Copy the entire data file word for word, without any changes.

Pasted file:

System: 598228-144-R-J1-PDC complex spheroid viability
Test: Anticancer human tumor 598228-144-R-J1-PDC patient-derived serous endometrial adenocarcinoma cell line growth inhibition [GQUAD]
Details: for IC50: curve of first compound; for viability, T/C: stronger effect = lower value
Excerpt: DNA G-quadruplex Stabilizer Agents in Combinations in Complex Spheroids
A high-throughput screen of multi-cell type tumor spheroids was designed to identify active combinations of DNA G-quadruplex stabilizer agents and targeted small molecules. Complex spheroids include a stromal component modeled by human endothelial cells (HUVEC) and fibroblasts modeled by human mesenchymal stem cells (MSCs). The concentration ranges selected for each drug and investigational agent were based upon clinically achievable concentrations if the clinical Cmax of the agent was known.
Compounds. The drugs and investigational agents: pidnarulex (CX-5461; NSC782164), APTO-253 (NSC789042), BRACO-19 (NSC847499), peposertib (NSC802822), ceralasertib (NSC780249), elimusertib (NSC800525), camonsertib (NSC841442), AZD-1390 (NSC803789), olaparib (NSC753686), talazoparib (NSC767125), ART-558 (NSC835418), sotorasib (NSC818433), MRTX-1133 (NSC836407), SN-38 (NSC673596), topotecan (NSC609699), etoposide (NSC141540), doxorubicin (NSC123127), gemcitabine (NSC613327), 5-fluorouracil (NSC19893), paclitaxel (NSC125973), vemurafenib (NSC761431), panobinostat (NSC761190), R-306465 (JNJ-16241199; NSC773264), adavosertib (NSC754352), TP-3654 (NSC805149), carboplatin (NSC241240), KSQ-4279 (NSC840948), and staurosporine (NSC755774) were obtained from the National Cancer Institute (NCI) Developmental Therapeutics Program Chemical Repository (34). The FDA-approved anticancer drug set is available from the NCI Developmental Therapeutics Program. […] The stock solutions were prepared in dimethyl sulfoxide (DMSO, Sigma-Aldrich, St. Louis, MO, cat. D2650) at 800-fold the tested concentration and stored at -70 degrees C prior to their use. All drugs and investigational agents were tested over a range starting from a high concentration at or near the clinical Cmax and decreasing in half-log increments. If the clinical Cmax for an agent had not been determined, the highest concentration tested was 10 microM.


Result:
System: 598228-144-R-J1-PDC complex spheroid viability
Test: Anticancer human tumor 598228-144-R-J1-PDC patient-derived serous endometrial adenocarcinoma cell line growth inhibition [GQUAD]
Details: for IC50: curve of first compound; for viability, T/C: stronger effect = lower value
Excerpt: DNA G-quadruplex Stabilizer Agents in Combinations in Complex Spheroids
A high-throughput screen of multi-cell type tumor spheroids was designed to identify active combinations of DNA G-quadruplex stabilizer agents and targeted small molecules. Complex spheroids include a stromal component modeled by human endothelial cells (HUVEC) and fibroblasts modeled by human mesenchymal stem cells (MSCs). The concentration ranges selected for each drug and investigational agent were based upon clinically achievable concentrations if the clinical Cmax of the agent was known.
Compounds. The drugs and investigational agents: pidnarulex (CX-5461; NSC782164), APTO-253 (NSC789042), BRACO-19 (NSC847499), peposertib (NSC802822), ceralasertib (NSC780249), elimusertib (NSC800525), camonsertib (NSC841442), AZD-1390 (NSC803789), olaparib (NSC753686), talazoparib (NSC767125), ART-558 (NSC835418), sotorasib (NSC818433), MRTX-1133 (NSC836407), SN-38 (NSC673596), topotecan (NSC609699), etoposide (NSC141540), doxorubicin (NSC123127), gemcitabine (NSC613327), 5-fluorouracil (NSC19893), paclitaxel (NSC125973), vemurafenib (NSC761431), panobinostat (NSC761190), R-306465 (JNJ-16241199; NSC773264), adavosertib (NSC754352), TP-3654 (NSC805149), carboplatin (NSC241240), KSQ-4279 (NSC840948), and staurosporine (NSC755774) were obtained from the National Cancer Institute (NCI) Developmental Therapeutics Program Chemical Repository (34). The FDA-approved anticancer drug set is available from the NCI Developmental Therapeutics Program. […] The stock solutions were prepared in dimethyl sulfoxide (DMSO, Sigma-Aldrich, St. Louis, MO, cat. D2650) at 800-fold the tested concentration and stored at -70 degrees C prior to their use. All drugs and investigational agents were tested over a range starting from a high concentration at or near the clinical Cmax and decreasing in half-log increments. If the clinical Cmax for an agent had not been determined, the highest concentration tested was 10 microM.